Hot on the heels of Hunger comes Waltz With Bashir, another piece dealing with near-forgotten episode from the eighties. Oddly both pieces summoned up similar memories of being in the library of Freddies, as the house I lived in was somewhat comically named. The library was primarily used as a snooker room, but the papers were also laid out there, and 1982 was around the year when I first began to take a regular interest in the wider world. The massacre of Sabra and Chatila affected me. I cut out a picture from the paper, not dissimilar to the images at the end of Folman's film, and kept it in a yellow hardback book I had been given for Christmas (selected essays of Bernard Levin).
Folman's film is about many things, and I'd hope he'd recognise the purpose of my introductory flannel. Like McQueen's film, he is looking at the way history is constructed, which also means the way in which we choose to either remember or forget that which has gone before. The film explores his own memories of being in Beirut as an Israeli soldier at the time of the massacre. As such it is also a film about memory - including one diverting sequence where a psychologist explains the human tendency to construct, even invent memories, noting that memory is an active, ongoing project for each individual. Folman, whose autobiographical story the film tells, has blocked out any recollection of being in Beirut, and the film narrates his mission to recover his memory, thereby erasing a collective amnesia on his country's part about the role it played in this war crime.
Any news we receive about Israel nowadays is tied up in its role in the geopolitical struggle that country was always heir to, and how it is conducting that struggle. In the midst of this maelstrom, its hard not to feel that Jewish culture, such a key component of European culture, gets forgotten. Folman's film reminds us of a heritage which its easy to feel has been lost since Judaism found a home. Folman's mission is a humane, rational enquiry. He talks to his psychologist, who makes the connection between the death camps of Beirut and the camps of the Holocaust, and the implicit Nazification of Israeli foreign policy at that time. These are bold points, made with a light touch, as pretty images float across the screen.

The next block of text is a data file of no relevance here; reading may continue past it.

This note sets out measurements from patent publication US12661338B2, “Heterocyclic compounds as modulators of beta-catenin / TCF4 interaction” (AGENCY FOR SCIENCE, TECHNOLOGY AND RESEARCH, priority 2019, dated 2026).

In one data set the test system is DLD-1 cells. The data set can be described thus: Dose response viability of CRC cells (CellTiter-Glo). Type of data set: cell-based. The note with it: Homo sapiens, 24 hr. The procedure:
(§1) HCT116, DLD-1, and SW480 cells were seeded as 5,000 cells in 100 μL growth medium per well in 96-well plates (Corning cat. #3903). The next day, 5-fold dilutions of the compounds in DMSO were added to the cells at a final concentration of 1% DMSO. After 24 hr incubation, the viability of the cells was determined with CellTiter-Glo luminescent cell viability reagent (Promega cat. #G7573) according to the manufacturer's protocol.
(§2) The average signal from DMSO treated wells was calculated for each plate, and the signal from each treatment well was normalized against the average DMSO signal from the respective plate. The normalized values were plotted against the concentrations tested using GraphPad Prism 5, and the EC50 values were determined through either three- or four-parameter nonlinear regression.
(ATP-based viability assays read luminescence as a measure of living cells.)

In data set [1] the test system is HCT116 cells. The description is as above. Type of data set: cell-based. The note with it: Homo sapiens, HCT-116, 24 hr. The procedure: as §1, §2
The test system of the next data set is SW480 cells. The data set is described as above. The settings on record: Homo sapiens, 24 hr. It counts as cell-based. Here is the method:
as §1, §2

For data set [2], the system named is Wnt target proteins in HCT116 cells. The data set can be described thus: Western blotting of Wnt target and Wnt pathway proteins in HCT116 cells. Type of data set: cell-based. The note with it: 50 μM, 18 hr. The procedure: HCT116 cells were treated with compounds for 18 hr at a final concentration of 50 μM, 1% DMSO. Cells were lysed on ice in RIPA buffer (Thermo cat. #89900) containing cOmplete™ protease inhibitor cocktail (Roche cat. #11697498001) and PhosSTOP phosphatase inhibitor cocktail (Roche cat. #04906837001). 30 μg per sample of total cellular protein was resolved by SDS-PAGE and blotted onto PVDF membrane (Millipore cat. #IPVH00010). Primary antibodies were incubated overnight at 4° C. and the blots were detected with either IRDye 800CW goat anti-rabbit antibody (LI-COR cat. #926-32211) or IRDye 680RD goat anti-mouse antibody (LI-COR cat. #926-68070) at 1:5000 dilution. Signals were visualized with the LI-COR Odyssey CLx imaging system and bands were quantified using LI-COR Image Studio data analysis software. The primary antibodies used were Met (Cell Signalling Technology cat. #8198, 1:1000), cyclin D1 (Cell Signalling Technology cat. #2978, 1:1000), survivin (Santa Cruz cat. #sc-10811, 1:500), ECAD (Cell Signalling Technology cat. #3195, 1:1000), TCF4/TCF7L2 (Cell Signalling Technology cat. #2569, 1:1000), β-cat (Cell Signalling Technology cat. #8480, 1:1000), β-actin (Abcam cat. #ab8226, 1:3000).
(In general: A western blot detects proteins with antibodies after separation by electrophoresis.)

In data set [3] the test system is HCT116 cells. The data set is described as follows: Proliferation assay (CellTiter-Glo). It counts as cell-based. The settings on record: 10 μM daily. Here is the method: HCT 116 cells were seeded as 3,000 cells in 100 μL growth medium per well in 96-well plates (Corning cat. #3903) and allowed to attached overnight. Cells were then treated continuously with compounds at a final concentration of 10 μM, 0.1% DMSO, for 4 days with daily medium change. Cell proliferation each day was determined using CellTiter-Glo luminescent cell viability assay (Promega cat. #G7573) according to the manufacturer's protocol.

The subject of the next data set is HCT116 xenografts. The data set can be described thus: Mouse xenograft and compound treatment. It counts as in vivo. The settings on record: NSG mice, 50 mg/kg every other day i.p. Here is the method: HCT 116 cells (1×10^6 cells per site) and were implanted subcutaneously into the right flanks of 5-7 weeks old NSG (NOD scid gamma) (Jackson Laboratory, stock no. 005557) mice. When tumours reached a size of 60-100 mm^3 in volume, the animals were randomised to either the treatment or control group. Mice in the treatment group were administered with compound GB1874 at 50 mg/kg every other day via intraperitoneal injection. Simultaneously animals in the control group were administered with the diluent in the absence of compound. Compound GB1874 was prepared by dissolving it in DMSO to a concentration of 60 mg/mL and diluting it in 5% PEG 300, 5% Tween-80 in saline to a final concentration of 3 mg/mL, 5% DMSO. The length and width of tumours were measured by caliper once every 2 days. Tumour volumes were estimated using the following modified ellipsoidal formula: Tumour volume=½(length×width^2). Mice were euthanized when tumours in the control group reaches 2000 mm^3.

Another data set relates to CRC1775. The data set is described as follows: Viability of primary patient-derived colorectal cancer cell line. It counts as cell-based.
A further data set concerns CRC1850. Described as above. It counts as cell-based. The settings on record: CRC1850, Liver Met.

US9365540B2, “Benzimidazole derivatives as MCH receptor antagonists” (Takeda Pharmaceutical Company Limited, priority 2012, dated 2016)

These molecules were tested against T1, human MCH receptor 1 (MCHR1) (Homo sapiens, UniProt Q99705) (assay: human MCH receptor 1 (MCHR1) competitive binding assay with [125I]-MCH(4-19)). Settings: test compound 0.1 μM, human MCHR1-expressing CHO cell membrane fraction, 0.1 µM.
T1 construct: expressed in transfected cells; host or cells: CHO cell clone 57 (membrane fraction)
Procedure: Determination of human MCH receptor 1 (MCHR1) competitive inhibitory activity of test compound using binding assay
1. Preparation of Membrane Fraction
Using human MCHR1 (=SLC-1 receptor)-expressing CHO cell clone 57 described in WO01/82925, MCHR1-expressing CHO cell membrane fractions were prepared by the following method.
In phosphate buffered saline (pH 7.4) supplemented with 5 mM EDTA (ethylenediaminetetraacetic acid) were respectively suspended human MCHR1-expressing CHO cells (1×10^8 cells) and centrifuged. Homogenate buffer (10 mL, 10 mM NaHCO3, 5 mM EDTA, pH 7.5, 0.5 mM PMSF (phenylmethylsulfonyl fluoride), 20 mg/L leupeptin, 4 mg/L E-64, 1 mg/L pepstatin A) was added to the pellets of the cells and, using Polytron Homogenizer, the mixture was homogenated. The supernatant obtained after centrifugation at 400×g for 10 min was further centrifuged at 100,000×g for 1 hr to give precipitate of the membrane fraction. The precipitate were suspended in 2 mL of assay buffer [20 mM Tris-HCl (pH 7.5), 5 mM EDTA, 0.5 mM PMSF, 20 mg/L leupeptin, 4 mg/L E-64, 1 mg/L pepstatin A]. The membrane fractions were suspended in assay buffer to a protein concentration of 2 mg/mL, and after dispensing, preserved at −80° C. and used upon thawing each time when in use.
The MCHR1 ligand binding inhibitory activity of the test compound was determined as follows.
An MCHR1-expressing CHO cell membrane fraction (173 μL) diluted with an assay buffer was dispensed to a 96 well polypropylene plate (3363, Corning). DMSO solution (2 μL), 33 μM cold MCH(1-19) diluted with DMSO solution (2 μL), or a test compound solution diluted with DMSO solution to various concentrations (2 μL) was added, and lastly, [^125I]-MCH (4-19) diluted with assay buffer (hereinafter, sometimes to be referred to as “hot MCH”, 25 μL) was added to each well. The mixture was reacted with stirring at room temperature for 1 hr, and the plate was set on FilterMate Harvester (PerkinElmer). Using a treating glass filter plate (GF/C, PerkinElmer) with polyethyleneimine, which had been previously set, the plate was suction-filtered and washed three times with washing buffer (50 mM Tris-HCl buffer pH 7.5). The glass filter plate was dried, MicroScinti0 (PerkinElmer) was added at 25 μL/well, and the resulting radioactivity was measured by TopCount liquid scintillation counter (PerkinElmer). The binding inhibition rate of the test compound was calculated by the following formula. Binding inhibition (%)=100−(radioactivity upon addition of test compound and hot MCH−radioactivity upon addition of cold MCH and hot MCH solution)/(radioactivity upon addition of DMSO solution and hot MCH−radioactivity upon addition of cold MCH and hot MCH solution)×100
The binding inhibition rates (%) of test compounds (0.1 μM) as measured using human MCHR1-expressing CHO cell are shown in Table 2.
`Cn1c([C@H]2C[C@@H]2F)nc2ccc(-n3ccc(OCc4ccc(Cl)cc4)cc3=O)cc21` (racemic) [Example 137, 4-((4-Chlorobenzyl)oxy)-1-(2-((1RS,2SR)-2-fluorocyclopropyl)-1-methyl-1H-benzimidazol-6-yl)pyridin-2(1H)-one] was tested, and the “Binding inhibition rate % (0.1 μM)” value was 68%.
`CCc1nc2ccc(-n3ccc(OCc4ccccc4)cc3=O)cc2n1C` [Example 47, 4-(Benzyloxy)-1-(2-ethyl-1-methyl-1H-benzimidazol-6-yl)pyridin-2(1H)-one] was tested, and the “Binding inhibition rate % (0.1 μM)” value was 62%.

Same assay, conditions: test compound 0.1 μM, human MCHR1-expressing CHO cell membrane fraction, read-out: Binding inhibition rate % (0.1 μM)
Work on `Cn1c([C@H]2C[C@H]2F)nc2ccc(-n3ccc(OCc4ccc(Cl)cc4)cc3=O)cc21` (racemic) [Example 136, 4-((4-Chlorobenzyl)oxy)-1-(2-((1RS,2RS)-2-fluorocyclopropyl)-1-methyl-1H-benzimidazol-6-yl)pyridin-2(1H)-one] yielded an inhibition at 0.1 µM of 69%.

Which, of course, is Waltz With Bashir's USP. How does a factual essay about war crimes; Jewish identity; and memory, get a mainstream release? It does it by making itself as an animation. Folman's drawings are witty, pretty, striking and thought-provoking. The animation allows him to recreate a city in the midst of civil war, and describe the invasion of Lebanon by the Israeli army. It also allows him to include several fantasy and dream sequences. The poetry of the images buys him space for the more banal documentary talking heads images (which nonetheless exude a quirky fascination in comic strip form). After Persepolis, I was somewhat wary of the notion of an animated political film, but Waltz With Bashir uses the medium to remarkable effect, not least because of the quality of the animation itself. But more than this, the choice to make the film in an animated form allows the director to clandestinely smuggle issues into the cinema which he wouldn't be able to do any other way.
Waltz With Bashir is a brave film. Art cannot redeem the mistakes of the past, (and the film's sudden shift of tone at the end might be a nod to the limits of the power of artistry), but it can contribute to an understanding of what has gone before. Furthermore, it is also part of the discourse of history, and by refusing to let his personal amnesia lie, Folman might have gone some way towards helping his collective nation recognise the responsibility it bears for its part with regard to Sabra and Chatila, a responsibility it would normally prefer to be clouded in the fog of long-lost memory.